Radiometric dating is based on
The ratio of the parent to daughter then can be used to back-calculate the age of that rock. The reason we know that radiometric dating works so well is because we can use several different isotope systems (for example, Uranium-Lead, Lutetium-Halfnium, Potassium-Argon) on the same rock, and they all come up with the same age.This gives geologists great confidence that the method correctly determines when that rock formed.Obviously, if the substance you are measuring is contaminated, then all you know is the age since contamination, or worse, you don't know anything, because the contamination might be in the opposite direction - suppose, for example, you're looking at radio carbon (carbon 14, which is produced in the atmosphere by cosmic rays, and which decays into nitrogen).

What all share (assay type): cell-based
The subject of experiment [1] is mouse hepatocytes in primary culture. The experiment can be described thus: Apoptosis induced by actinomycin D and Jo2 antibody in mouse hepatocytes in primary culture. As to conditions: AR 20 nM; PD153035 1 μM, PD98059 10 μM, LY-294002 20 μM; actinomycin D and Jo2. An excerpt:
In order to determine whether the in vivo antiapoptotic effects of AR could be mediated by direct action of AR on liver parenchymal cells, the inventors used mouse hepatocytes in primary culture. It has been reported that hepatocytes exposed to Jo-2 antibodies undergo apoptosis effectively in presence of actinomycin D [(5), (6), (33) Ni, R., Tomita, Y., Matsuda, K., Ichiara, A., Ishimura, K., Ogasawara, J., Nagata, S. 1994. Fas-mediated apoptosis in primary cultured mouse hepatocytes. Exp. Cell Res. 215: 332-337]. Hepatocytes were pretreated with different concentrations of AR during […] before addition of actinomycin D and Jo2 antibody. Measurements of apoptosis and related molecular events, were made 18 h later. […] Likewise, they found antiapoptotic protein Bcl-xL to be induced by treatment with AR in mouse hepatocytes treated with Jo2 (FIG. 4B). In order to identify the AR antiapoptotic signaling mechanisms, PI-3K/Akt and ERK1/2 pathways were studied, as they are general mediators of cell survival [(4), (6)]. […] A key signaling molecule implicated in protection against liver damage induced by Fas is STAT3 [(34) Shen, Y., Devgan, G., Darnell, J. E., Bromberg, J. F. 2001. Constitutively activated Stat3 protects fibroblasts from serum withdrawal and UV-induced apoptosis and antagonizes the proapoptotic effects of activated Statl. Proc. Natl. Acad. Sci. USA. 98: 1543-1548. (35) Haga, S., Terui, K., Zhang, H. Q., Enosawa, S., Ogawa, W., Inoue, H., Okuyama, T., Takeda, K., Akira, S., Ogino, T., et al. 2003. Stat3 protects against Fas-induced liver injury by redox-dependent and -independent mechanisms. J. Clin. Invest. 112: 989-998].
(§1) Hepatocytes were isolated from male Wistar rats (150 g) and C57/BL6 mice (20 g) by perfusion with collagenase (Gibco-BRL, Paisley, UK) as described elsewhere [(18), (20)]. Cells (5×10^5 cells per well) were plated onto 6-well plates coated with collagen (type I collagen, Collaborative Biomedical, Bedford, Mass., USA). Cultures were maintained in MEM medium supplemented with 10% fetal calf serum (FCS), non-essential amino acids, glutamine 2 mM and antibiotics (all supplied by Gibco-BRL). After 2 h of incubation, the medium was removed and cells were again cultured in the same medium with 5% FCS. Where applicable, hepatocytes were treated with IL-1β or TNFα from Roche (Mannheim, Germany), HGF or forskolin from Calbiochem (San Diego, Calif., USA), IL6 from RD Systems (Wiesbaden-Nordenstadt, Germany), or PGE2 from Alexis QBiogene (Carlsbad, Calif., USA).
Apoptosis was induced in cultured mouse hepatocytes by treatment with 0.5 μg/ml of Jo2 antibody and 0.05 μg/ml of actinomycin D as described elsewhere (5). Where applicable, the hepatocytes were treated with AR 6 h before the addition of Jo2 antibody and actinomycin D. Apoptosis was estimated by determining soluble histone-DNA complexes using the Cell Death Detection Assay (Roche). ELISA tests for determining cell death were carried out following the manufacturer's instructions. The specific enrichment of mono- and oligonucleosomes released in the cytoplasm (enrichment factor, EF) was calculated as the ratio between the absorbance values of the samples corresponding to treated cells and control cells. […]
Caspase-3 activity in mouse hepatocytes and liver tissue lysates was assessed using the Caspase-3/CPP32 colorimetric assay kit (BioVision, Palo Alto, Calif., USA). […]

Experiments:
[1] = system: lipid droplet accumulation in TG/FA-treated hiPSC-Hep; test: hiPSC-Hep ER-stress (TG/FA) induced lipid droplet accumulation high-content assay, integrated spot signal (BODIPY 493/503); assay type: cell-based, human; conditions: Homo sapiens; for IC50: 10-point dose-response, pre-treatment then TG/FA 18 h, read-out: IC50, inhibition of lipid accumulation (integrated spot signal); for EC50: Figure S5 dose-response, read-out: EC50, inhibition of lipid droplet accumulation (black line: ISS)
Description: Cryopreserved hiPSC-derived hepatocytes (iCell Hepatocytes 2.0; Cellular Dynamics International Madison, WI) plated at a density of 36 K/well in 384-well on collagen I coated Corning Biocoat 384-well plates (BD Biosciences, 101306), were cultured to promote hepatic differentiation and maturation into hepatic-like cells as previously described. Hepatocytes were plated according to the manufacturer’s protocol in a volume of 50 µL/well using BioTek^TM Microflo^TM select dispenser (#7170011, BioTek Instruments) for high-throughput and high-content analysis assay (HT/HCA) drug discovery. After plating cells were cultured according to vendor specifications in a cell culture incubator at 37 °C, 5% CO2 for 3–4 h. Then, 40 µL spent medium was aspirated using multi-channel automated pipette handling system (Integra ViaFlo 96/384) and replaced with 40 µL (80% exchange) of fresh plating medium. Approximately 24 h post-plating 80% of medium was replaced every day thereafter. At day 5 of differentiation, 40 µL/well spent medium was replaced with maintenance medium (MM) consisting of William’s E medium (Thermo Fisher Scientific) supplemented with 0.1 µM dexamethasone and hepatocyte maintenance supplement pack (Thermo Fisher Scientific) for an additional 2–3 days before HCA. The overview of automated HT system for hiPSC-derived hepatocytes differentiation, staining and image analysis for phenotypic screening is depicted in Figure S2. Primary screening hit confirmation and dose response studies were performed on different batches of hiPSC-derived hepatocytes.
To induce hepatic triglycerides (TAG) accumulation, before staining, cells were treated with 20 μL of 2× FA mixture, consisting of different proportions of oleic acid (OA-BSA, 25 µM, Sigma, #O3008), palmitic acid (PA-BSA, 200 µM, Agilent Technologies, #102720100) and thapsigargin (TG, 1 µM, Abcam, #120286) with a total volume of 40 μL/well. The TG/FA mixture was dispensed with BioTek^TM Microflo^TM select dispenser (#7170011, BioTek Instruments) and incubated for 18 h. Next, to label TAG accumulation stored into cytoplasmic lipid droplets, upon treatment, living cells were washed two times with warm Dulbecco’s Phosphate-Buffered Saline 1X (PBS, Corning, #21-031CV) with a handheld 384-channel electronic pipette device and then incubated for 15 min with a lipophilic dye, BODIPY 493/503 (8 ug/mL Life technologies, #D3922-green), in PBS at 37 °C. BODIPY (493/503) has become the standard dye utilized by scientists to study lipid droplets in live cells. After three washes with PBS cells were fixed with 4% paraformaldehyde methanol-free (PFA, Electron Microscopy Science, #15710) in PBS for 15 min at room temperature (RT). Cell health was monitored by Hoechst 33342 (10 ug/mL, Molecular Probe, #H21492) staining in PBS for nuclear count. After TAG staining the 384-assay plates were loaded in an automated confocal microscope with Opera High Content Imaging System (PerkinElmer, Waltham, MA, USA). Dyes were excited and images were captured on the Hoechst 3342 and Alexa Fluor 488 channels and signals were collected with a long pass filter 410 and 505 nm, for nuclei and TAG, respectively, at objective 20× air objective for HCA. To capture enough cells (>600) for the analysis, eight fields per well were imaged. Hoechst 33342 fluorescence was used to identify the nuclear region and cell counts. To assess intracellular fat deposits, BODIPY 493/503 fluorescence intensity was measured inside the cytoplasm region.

A mass spectrometer is an instrument that separates atoms based on their mass. This is an enormous branch of geochemistry called Geochronology. It is an accurate way to date specific geologic events.For example, the element Uranium exists as one of several isotopes, some of which are unstable.When an unstable Uranium (U) isotope decays, it turns into an isotope of the element Lead (Pb).
Search for radiometric dating is based on:
Uranium eventually decays into lead, and lead does not normally occur in zircon, except as the radioactive decay product of uranium.